As I write this my children are playing at the table where I write. If ever there were to be distractions children sure provide them! Sometimes I feel filled with so many distractions and needless tasks (sweeping, doing the dishes, laundry) it can be discouraging. But then I remember that God is also in those moments. He is in my children's smiles. When I am in the present moment with my children I see opportunities that I would not have seen otherwise for instructing and encouraging them and sharing a moment of laughter or joy that will become part of their own memories. He is what keeps my heart beating while I perform menial tasks that, no matter how mundane to me, serve His purpose for they provide order and stability for our home and are necessary. I see God's handiwork in the spider trying to make a web in our house. I reflect on her beauty and her purpose as I carefully relocate her outside. And it causes me to bring praise to my God. Yes, a spider provokes me to praise! That might sound silly-but have you ever looked at a spider? It's detail? In fact, have you ever really looked at anything of nature in detail? I ask, because I, myself , hadn't until too long ago. I always loved nature, but I looked at it without really seeing it. When I was inspired and learned to really see that which is around me in all it's detail I found an amazing thing happens. It's as if the whole world opens itself up to you. All these details-sights, sounds, etc., all these usually unnoticed happenings rise out of the obscurity they are usually hidden in and become etched with detail on reality's canvas and when that happens it's not hard to have the desire to fall on my knees and praise the Creator of all those things! The conductor of all of life's orchestra is playing the most beautiful song imagined to all that will just take the moment to still their minds and listen to it.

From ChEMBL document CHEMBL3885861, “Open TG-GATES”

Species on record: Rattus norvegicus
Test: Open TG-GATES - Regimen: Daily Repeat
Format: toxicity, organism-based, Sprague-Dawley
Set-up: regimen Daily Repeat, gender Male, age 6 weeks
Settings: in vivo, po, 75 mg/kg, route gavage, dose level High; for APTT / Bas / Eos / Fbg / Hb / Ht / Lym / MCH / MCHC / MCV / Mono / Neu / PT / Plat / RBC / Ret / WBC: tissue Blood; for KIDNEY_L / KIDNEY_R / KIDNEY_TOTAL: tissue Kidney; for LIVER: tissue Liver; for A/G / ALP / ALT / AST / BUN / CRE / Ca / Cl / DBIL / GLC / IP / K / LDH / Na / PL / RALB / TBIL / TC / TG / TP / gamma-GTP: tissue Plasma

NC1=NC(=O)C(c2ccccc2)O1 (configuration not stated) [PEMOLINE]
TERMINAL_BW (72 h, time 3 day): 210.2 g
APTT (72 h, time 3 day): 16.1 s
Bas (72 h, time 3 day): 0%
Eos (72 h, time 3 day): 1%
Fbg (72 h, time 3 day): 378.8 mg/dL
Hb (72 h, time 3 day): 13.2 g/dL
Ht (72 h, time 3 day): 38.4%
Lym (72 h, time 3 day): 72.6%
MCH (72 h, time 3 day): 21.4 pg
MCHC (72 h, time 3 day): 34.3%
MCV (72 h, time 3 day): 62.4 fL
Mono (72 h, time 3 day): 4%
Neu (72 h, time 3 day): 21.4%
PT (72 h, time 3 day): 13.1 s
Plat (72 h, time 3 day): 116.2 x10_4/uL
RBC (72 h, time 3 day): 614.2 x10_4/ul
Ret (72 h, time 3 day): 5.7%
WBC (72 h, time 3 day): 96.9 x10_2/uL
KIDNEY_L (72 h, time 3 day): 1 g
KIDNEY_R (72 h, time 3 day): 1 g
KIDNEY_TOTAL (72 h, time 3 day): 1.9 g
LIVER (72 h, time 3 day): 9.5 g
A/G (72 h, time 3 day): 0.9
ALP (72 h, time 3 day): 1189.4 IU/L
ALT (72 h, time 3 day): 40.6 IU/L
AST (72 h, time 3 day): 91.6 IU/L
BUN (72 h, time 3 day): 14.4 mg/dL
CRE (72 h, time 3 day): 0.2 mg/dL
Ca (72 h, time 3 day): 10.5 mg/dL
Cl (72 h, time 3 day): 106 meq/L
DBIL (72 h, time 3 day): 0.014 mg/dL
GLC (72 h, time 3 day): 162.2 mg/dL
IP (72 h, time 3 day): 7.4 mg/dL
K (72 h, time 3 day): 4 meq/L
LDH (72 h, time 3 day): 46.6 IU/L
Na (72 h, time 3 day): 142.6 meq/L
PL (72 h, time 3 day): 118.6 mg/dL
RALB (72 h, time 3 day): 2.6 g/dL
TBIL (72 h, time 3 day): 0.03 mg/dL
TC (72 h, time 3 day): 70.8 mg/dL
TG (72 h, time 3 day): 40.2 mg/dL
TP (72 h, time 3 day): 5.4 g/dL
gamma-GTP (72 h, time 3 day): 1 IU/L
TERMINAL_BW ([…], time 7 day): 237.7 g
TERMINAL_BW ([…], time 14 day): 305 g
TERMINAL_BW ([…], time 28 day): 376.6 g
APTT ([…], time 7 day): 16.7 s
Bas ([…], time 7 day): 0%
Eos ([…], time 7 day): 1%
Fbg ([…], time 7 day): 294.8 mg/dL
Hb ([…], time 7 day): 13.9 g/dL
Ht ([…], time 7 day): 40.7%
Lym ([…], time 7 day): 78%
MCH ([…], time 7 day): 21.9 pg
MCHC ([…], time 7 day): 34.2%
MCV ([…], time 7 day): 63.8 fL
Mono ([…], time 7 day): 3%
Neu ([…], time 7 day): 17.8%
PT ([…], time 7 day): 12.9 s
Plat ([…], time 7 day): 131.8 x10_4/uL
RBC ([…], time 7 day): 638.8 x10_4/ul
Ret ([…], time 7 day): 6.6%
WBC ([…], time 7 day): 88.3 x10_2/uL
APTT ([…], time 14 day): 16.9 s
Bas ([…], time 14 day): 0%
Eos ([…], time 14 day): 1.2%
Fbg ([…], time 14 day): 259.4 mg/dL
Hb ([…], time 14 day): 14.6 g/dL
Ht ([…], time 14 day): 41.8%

It is then in those moments, especially when surrounded by nature, that I realize the interconnectedness of it all. God has made the natural world in such order, all life depends on all other life, including our own. We are all connected, whether we want to recognize it or not. As humans we might be set aside in the image of God, we have for sure an elevated position in the scheme of things, but we still need the things of nature that God has provided. As the leaves expel oxygen we breathe out carbon dioxide for them to absorb, giving them life as they emit life giving oygen through their cells, giving us life's breath each given moment. And God is the designer of this whole process! I mean, just that symbiotic process alone is amazing! (to me anyways!) So, I think there is definitely something to the fact that so many people feel so close to God in the natural world. It is a living breathing testament to the amazing reality and love of our great God. I think it's a great place to be to dwell on His truths, but that it's important to also look for Him in all the places we find ourselves in, for He is everywhere and can be found by any of us, in the present moment with open hearts.